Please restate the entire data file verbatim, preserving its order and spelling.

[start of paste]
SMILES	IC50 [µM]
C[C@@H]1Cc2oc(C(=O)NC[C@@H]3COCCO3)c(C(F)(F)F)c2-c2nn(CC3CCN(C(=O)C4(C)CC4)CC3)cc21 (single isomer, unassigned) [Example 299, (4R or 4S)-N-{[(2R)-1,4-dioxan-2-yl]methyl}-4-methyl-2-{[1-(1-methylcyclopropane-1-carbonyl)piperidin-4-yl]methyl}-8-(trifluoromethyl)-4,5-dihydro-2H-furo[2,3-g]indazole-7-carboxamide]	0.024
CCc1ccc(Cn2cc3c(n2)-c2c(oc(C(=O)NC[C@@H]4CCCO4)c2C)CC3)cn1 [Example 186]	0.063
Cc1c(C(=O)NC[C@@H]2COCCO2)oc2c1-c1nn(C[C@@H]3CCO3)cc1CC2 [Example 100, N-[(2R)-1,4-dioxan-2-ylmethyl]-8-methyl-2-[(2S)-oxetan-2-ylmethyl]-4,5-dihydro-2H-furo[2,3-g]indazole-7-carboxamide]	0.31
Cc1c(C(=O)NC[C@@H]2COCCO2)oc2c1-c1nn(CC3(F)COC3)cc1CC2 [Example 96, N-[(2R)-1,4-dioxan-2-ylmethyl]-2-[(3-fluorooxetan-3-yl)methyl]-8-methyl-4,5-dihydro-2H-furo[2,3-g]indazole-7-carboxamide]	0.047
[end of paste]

SMILES	IC50 [µM]
C[C@@H]1Cc2oc(C(=O)NC[C@@H]3COCCO3)c(C(F)(F)F)c2-c2nn(CC3CCN(C(=O)C4(C)CC4)CC3)cc21 (single isomer, unassigned) [Example 299, (4R or 4S)-N-{[(2R)-1,4-dioxan-2-yl]methyl}-4-methyl-2-{[1-(1-methylcyclopropane-1-carbonyl)piperidin-4-yl]methyl}-8-(trifluoromethyl)-4,5-dihydro-2H-furo[2,3-g]indazole-7-carboxamide]	0.024
CCc1ccc(Cn2cc3c(n2)-c2c(oc(C(=O)NC[C@@H]4CCCO4)c2C)CC3)cn1 [Example 186]	0.063
Cc1c(C(=O)NC[C@@H]2COCCO2)oc2c1-c1nn(C[C@@H]3CCO3)cc1CC2 [Example 100, N-[(2R)-1,4-dioxan-2-ylmethyl]-8-methyl-2-[(2S)-oxetan-2-ylmethyl]-4,5-dihydro-2H-furo[2,3-g]indazole-7-carboxamide]	0.31
Cc1c(C(=O)NC[C@@H]2COCCO2)oc2c1-c1nn(CC3(F)COC3)cc1CC2 [Example 96, N-[(2R)-1,4-dioxan-2-ylmethyl]-2-[(3-fluorooxetan-3-yl)methyl]-8-methyl-4,5-dihydro-2H-furo[2,3-g]indazole-7-carboxamide]	0.047